Carrie Fox: You know, I love that so much. And I think it’s interesting because the way that business is presented, the way media presents business, is that big business are the role models, right? So if you’re a small business, you can learn the best practices from the big players. But the opposite can be true too, you know? Being small allows you to be nimble and creative and take chances that perhaps big businesses can’t do. But small business can have a huge impact. And you’re right, I think so many small businesses say, "How would I do that? I won’t have the resources to do that. I don’t have the manpower to do that. I don’t have the capacity to do that." But there’s always something you can do. There’s always an action you can take.
Bridget Pooley: And I think that lets us punch above our weight in terms of the types of people that we can recruit too. I think about the early days of Mission Partners, early days even at Impact Communications prior to Mission Partners, and partially it was location-based, but it’s also who you know in the DC nonprofit community, which is a wonderful community and kind of smaller. And I look at the folks who we’ve had come into our doors in terms of interest and jobs. I think about the amazing people who are on our team, people who might never have heard of us if we weren’t a B Corp, right? And folks who I know myself, I don’t know if I could ever not work for B Corp because I know that there is a commitment to me as an employee that somebody is being held accountable for it. There’s metrics in place to how they’re showing up as an employer. And so that’s led us to think so differently about who we can recruit, who can work on our team, how people can find us in a way that maybe other small businesses don’t have access to.
Carrie Fox: So for those who are listening, some might be hearing this and saying, "Ah, I’ve been thinking about the B Corp model and maybe I should explore that more deeply." And maybe others are saying, "Hey, I’m firmly a 501(c)(3) here. There’s no exploring B Corp model." But what are some of the pieces that you’ve carried forward from these last couple years, whether … You and I talk a lot about how we center our values or that purpose of why where we’re leading, that would transfer to folks who are listening that are firmly in the nonprofit or foundation space?
Bridget Pooley: Yeah, well I would say there’s certainly not a one size fits all approach. And we’re located in Maryland, which was the first state to pass the Benefit Corporation legislation. So we get to cement that into our articles of incorporation as a business. You can be a B Corp, you can be a 501(c)(3). You can be a foundation, regardless of how you’re structured. I think what it comes back to though is that very point of purpose, Carrie, right? When we think about the way that we’re showing up, people actually assume we’re a nonprofit. I’m sure you hear that all the time too, because I think because of the way that we live our purpose, the way that we live our values, we’ve gone through so many exercises to think really specifically about who we are as an organization. I think about our public benefit statement, which is tied to our status as a benefit corporation in the state of Maryland. It’s a really specific articulation of who we are and why we exist that, I don’t know if every company gets to go through it. I don’t know if every nonprofit has an opportunity to refresh that with such intention the way that we do, but being grounded in that, and I think that statement combined with our values, is really our sweet spot because we get to have a reason for existing and then the why we show up. And I think that’s purpose, right?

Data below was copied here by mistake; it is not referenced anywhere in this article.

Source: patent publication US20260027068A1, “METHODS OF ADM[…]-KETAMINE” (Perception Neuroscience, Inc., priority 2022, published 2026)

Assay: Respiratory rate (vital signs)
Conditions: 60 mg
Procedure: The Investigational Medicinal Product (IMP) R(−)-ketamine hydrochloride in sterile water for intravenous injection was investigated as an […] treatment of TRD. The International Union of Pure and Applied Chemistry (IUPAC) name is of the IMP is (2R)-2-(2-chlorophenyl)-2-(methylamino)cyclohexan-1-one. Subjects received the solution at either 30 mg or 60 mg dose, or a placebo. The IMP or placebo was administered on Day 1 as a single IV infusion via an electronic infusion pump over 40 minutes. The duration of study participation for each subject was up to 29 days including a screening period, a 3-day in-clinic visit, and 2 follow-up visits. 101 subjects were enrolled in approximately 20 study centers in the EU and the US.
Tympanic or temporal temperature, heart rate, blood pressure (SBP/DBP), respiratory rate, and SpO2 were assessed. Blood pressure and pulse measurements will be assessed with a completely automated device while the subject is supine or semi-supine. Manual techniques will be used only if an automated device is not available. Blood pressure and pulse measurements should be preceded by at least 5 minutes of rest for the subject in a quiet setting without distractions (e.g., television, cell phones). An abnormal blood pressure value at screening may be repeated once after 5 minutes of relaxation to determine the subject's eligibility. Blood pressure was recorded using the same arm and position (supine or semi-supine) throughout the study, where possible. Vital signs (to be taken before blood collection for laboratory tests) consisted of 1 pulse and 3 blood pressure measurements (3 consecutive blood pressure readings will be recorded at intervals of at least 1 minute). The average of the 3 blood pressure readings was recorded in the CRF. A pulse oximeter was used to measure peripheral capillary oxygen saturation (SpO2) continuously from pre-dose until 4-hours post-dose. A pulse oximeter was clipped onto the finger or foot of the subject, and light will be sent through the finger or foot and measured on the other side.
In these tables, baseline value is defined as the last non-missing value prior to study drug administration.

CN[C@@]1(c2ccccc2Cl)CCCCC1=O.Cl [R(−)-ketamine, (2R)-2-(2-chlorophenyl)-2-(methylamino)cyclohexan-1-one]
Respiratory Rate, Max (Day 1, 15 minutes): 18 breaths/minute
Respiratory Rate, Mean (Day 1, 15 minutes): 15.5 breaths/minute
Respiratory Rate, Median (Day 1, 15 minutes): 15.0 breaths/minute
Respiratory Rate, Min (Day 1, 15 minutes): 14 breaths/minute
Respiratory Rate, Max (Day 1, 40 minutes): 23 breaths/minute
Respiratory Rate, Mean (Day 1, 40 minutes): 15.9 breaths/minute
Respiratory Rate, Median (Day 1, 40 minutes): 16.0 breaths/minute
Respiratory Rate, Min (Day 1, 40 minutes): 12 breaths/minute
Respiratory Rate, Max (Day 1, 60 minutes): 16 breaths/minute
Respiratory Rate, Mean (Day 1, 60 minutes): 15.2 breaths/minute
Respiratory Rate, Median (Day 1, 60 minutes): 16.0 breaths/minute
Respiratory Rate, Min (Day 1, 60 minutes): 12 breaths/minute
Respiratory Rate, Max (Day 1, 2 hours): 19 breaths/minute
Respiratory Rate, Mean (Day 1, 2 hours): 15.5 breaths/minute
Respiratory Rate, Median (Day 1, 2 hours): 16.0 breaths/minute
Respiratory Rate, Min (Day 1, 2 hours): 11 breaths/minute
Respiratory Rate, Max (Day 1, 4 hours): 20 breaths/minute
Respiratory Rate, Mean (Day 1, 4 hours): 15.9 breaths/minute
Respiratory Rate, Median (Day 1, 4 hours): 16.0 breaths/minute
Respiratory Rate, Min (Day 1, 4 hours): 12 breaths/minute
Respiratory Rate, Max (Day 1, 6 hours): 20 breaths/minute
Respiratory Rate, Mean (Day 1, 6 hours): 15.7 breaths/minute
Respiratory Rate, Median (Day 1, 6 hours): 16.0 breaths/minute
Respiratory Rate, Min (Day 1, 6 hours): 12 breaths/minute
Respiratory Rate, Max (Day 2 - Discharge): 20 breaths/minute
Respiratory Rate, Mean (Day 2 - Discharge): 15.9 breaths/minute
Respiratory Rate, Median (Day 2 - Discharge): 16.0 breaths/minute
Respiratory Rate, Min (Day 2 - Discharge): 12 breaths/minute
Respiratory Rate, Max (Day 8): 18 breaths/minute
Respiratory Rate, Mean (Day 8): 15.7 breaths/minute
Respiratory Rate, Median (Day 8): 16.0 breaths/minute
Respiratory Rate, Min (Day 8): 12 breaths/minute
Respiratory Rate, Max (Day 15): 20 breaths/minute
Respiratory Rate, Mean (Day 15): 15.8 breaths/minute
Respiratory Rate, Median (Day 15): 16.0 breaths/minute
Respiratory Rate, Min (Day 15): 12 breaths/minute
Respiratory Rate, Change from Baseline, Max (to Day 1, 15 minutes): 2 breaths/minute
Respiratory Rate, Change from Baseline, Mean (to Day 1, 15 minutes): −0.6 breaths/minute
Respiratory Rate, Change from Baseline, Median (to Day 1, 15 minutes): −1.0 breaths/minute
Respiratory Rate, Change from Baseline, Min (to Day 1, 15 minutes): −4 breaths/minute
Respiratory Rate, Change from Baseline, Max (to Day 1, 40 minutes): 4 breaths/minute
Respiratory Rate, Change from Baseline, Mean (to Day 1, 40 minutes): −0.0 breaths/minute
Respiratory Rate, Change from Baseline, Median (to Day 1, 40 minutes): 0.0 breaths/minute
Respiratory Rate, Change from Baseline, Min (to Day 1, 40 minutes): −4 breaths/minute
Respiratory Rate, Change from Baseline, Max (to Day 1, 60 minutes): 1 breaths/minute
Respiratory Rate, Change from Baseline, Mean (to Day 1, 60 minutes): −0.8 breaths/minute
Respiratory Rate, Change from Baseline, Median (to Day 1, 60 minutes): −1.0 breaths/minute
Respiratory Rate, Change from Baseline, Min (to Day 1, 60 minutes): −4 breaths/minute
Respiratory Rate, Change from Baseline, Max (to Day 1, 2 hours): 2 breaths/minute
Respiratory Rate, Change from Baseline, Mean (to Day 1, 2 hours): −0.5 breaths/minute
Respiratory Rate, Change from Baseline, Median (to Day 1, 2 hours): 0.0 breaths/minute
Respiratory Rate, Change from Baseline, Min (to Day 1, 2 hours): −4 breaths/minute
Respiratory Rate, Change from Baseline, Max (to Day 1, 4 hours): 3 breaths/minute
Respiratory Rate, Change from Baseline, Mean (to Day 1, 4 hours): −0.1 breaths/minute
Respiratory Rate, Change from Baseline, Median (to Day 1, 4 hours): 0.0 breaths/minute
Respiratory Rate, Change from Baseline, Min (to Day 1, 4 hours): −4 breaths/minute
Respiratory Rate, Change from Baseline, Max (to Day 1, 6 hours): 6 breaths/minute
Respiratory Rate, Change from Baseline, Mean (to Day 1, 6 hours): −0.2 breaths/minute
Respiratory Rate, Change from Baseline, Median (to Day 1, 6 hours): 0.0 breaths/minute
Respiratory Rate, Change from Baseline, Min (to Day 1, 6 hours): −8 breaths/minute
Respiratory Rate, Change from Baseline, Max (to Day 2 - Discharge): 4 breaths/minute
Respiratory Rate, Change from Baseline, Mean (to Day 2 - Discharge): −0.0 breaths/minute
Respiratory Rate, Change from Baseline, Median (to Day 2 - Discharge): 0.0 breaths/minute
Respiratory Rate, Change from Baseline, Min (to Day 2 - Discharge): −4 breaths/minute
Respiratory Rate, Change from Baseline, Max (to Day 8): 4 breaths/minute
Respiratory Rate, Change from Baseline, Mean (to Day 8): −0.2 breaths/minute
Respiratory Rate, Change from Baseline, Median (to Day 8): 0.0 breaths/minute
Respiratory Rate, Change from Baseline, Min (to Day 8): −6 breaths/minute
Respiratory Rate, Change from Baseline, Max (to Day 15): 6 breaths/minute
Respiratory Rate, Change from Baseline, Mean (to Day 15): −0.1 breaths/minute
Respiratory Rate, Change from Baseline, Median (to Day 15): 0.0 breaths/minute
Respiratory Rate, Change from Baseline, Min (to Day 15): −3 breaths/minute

Carrie Fox: Yeah.
Bridget Pooley: I think I why we exist, what we do and then how we do it really comes through strongly. And that can be the case for a foundation. It can be the case for a nonprofit and sort of play that out and do that exercise.
Carrie Fox: There’s another important thread here around the time that we are living in, and I remember many conversations that I’ve had with you in the past and pretty recently too, around what side of history we want to be on. And so these were conversations that started even before we launched Mission Partners, when we thought about what we were going to set up as an agency here. But from those very first days with you, of thinking about, "Are we going to do this part of the way? Are we going to skim the surface on this process or are we going to go really deep on this process, and really stand for something as an organization, and as a result know very clearly what side of history we want to be on." And so that’s something else maybe for you to expand on here as we’re thinking about those who are listening, that purpose is not just who you are in the moment and how you show up. It’s much broader about what the organization stand for and what you leave behind too. Right?